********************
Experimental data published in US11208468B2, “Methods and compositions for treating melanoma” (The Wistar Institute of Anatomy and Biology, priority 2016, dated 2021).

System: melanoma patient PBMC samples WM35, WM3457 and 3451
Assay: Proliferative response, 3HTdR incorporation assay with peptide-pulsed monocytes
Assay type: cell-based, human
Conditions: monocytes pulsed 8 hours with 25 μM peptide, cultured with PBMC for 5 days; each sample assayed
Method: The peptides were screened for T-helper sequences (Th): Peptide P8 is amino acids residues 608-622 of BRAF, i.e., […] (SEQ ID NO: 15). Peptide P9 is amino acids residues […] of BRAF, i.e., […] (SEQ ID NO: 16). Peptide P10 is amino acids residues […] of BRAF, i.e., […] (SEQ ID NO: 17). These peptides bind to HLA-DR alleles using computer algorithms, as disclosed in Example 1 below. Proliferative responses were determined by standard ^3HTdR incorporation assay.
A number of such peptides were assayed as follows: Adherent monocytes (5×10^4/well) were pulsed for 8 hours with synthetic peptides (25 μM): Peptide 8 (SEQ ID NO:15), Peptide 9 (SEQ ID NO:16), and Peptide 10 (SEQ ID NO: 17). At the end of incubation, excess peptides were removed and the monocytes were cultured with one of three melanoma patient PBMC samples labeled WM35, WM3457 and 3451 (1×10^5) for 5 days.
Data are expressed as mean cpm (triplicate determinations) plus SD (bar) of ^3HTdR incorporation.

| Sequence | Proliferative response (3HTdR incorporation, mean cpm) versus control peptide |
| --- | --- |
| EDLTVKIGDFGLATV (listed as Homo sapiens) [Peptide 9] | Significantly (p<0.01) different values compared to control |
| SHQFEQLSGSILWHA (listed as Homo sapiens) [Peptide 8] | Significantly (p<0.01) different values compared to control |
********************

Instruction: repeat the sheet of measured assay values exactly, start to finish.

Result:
Experimental data published in US11208468B2, “Methods and compositions for treating melanoma” (The Wistar Institute of Anatomy and Biology, priority 2016, dated 2021).

System: melanoma patient PBMC samples WM35, WM3457 and 3451
Assay: Proliferative response, 3HTdR incorporation assay with peptide-pulsed monocytes
Assay type: cell-based, human
Conditions: monocytes pulsed 8 hours with 25 μM peptide, cultured with PBMC for 5 days; each sample assayed
Method: The peptides were screened for T-helper sequences (Th): Peptide P8 is amino acids residues 608-622 of BRAF, i.e., […] (SEQ ID NO: 15). Peptide P9 is amino acids residues […] of BRAF, i.e., […] (SEQ ID NO: 16). Peptide P10 is amino acids residues […] of BRAF, i.e., […] (SEQ ID NO: 17). These peptides bind to HLA-DR alleles using computer algorithms, as disclosed in Example 1 below. Proliferative responses were determined by standard ^3HTdR incorporation assay.
A number of such peptides were assayed as follows: Adherent monocytes (5×10^4/well) were pulsed for 8 hours with synthetic peptides (25 μM): Peptide 8 (SEQ ID NO:15), Peptide 9 (SEQ ID NO:16), and Peptide 10 (SEQ ID NO: 17). At the end of incubation, excess peptides were removed and the monocytes were cultured with one of three melanoma patient PBMC samples labeled WM35, WM3457 and 3451 (1×10^5) for 5 days.
Data are expressed as mean cpm (triplicate determinations) plus SD (bar) of ^3HTdR incorporation.

| Sequence | Proliferative response (3HTdR incorporation, mean cpm) versus control peptide |
| --- | --- |
| EDLTVKIGDFGLATV (listed as Homo sapiens) [Peptide 9] | Significantly (p<0.01) different values compared to control |
| SHQFEQLSGSILWHA (listed as Homo sapiens) [Peptide 8] | Significantly (p<0.01) different values compared to control |